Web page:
The Enormous Room is a 1922 autobiographical novel by the poet and novelist E. E. Cummings about his temporary imprisonment in France during World War I. Drawing on his experiences in France as a volunteer ambulance-driver, Cummings recounts the series of mistakes that led to his arrest and imprisonment for treason. This edition restores much of the original manuscript.
Narrator Ken Kliban gives a definitive performance of e. e. Cummings' autobiographical novel about his temporary imprisonment in France during World War I for supporting his friend's anti-war statements. Kliban perfectly captures Cummings' mixture of intellectualism and wit as he describes the people he meets and the absurd situations he finds himself in during his four-month incarceration. The other characters are also vividly embellished with accents and mannerisms that make them stand out, and listeners will feel as though they know these people from real life.
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I chose this book to read as part of my reading about world war one. Edward Estlin Cummings is a well known poet and artist of the 20th Century. This book "The Enormous Room" was published in 1922. Cummings enlisted in 1917 to serve in the Norton-Harjes Ambulance Corp along with some of his friends. The book tells about his and William Slater Brown's arrest by the French Military on suspicion of espionage and undesirable activities. The charges came about from a letter Brown wrote home. Apparently there was a problem with an over zealous censor translating from English to French. They were held in several jails then held 31/2 months in a concentration camp at Depot de Triage in La Ferte-Mace Orne, Normandy. They were never charged, or had a trial, just put into prison. I found it interesting that Cummings did not get angry or upset. He looked on the episode as an adventure and was fascinated to meet so many different types of people from so many countries. He tried to learn different languages and as much about the people as possible. They were all confined it a giant room most were like him held without trial or charges. He said some were guilty most were not. He finally was released when his father went to President Wilson to seek his help. After he was released and returned to the U.S. in January 1918 he was drafted into the U.S. Army and served in the 12th Division. After the war he lived in France for a few years and fell in love with Paris, he never let the experience make him bitter about France or it's people. The book is up beat and Cummings since of humor comes through with his description and names he gives various people. I shall have to read some of his poetry, I only have vague memories of them from school. If you are interested in history this book would interest you. Ken Kliban did a great job narrating the book with all the French words.
It struck me at the time as intensely interesting that, in the case of a certain type of human being, the more cruel are the miseries inflicted upon him the more cruel does he become toward anyone who is so unfortunate as to be weaker or more miserable than himself." ― E.E. Cummings, The Enormous Room
Prison Literature as a genre is fascinating. Like war literature, there is this gap between those who have actually lived in prison and their experiences and those who imagine. Certainly the job of the fiction writer is to explore spaces unknown to most, and perhaps unknown even to the author. Science Fiction is filled with writing that follows that pattern. However, from the several novels I've read by authors who have actually been in prison (like books written by those who have actually fought in war), the experience seems to create an almost surreal or absurd view of things. E.E. Cummings who was incarcerated by the French during WWI because of letters written by his friend, portrays this absurdity of confinement in this novel, and just as Dostoevsky does in Notes from a Dead House or Solzhenitsyn does in One Day in the Life of Ivan Denisovich. I could continue the list with works by Paul Bunyan, Cervantes, Marque de Sade, Chester Himes, O. Henry, Jack London, Jean Genet, Oscar Wilde, etc. I could also include the political writing and books by Napoleon, Hitler, Malcom X, Mussolini, etc.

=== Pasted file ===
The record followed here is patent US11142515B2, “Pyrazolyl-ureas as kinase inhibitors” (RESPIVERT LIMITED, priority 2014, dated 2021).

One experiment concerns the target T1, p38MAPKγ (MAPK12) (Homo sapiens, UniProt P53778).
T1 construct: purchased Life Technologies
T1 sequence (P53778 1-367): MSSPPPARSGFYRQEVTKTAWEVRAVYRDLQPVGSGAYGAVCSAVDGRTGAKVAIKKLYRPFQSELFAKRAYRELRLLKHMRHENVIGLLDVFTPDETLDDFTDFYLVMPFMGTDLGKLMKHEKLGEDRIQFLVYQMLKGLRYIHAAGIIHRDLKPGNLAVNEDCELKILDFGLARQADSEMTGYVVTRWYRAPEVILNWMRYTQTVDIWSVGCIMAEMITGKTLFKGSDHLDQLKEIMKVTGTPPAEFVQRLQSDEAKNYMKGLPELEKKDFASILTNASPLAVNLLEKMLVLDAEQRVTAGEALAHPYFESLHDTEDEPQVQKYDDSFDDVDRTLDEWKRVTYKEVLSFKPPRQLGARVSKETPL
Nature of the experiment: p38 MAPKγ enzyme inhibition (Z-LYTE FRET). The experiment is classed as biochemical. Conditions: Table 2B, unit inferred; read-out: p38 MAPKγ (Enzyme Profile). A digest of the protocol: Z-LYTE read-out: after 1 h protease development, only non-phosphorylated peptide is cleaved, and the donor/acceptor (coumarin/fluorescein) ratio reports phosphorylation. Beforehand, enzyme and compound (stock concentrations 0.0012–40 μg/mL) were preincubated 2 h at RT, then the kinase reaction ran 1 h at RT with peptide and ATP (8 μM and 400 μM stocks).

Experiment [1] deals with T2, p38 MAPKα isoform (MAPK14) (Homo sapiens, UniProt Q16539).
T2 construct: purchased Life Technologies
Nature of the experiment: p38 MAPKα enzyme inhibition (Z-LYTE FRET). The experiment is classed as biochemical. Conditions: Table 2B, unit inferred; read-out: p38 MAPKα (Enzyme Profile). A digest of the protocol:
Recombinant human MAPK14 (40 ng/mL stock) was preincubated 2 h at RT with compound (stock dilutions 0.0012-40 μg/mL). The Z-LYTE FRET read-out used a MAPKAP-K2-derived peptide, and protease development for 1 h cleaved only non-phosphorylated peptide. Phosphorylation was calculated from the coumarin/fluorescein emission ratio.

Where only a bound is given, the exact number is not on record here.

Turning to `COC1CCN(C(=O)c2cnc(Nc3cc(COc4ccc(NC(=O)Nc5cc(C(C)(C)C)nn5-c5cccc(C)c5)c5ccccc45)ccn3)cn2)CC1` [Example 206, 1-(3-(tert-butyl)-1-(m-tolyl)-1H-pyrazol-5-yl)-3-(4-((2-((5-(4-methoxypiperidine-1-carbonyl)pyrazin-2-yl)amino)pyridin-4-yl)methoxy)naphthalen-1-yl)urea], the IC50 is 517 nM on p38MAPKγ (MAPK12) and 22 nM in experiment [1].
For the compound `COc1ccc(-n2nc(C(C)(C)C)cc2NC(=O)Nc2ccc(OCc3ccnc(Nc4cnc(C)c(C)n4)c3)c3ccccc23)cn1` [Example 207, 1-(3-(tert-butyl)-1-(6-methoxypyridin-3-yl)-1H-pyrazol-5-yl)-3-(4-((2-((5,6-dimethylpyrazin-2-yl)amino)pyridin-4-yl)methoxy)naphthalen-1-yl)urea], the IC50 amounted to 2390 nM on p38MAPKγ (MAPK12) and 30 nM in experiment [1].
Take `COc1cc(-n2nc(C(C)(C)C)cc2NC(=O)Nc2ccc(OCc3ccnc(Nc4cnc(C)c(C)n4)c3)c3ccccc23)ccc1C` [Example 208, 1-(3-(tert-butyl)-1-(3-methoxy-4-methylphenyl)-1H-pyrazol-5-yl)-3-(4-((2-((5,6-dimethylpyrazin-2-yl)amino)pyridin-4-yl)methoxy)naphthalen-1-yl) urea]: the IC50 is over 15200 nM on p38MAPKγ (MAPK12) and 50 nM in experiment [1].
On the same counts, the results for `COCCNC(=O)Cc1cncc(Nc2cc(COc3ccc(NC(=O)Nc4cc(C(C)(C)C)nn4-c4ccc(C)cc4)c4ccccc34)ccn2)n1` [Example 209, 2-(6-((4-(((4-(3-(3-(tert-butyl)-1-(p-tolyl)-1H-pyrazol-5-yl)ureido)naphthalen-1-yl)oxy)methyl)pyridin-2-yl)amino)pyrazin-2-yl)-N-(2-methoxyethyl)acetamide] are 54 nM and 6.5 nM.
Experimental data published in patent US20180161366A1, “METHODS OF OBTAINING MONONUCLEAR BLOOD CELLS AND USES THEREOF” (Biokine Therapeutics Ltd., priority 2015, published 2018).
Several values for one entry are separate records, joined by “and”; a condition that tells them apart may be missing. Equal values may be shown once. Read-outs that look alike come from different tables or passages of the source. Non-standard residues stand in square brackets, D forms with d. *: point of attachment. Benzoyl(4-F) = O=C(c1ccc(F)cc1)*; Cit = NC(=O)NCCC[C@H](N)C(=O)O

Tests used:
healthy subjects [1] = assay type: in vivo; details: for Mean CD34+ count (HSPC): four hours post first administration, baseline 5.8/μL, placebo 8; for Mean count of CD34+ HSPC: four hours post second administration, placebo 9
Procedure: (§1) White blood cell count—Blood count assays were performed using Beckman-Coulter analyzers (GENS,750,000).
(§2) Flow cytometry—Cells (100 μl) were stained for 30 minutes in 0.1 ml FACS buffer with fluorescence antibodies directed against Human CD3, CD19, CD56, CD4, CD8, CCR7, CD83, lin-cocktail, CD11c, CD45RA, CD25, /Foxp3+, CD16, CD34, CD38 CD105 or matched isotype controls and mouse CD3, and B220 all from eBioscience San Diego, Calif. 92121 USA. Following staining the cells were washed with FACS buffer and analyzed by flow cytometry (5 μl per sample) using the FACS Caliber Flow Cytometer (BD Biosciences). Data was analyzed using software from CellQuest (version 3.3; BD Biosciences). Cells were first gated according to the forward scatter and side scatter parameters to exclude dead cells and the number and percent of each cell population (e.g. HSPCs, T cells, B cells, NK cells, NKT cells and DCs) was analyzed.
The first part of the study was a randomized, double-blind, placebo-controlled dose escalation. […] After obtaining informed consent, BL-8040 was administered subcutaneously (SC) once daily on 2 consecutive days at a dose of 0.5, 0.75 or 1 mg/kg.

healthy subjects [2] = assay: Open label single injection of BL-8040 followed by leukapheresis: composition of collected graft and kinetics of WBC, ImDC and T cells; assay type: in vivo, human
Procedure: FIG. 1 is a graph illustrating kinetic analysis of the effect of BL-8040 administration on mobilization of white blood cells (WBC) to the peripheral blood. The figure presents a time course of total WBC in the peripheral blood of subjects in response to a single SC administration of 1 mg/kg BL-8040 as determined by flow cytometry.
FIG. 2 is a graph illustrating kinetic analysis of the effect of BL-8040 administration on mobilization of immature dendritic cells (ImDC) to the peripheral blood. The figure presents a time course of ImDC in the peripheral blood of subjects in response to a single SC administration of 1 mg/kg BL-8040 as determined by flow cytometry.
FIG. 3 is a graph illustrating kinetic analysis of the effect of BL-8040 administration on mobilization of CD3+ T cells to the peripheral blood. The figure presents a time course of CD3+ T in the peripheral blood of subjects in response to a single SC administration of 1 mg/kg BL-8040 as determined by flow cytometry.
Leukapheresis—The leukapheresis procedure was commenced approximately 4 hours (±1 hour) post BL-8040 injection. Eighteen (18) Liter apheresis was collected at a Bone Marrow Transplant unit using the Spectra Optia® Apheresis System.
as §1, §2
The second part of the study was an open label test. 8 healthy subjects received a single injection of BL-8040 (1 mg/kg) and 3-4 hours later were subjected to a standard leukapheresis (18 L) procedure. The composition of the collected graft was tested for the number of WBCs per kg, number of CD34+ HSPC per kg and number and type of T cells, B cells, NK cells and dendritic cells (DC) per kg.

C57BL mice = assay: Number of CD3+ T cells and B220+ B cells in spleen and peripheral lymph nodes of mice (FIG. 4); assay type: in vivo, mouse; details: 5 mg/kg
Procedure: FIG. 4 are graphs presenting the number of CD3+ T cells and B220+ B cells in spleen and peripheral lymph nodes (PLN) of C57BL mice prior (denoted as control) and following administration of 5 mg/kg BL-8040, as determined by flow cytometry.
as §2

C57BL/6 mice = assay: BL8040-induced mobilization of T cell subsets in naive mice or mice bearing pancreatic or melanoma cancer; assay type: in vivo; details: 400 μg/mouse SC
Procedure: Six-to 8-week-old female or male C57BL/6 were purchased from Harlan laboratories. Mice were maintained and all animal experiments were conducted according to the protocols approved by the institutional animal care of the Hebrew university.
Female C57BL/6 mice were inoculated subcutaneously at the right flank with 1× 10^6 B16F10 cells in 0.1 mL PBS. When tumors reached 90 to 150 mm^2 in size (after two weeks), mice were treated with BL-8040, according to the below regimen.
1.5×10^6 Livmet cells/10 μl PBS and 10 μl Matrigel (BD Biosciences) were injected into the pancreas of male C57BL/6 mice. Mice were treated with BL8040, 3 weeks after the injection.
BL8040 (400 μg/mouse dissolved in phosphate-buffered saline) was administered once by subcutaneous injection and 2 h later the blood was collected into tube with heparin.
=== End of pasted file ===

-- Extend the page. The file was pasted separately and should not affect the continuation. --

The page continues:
Obviously, the political tracts written in prison (or even the religious tracts too) deserve a lot of attention, but 'The Enormous Room' has more in common with Kafka and the modernists than it does with any protest writing. It is the attempt by the trapped artist to create something from an experience. It is a scratch to explain, a scribble to remember, a set of words meant to make sense of the absurdity of the cell. This isn't a perfect book and I will be the first to admit I prefer E.E. Cummings poetry to his prose. But it is also an important marker. It is a novel that shows just how warped even good systems can get during war, and just how pleasant some captives really are. In many ways Cummings wasn't writing to right some wrong, or to expose some evil. He seemed to treat his experience in France as almost an illness, a temporary convalescence that served as a puparium. It wasn't an obvious transformation. He didn't walk in an innocent and exit an artist, but it seemed to be a vector of growth, an accelerant toward the artist.
As I write this I also think there is a natural pull of artist and prison. Does that seem harsh? Prisons represent the ultimate impulse to control for conformity. It is natural that this impulse seeks out and grabs the artist; the ultimate non-conformist. Society is always trying to keep the artist in check, and when the odd, the aberrant, the avante-garde appears too far ahead, too dangerous for the masses, it is often easier for society to just lock the odd up. I don't think this is likely to ever change. There will always be conflict between Pan and Panopticon.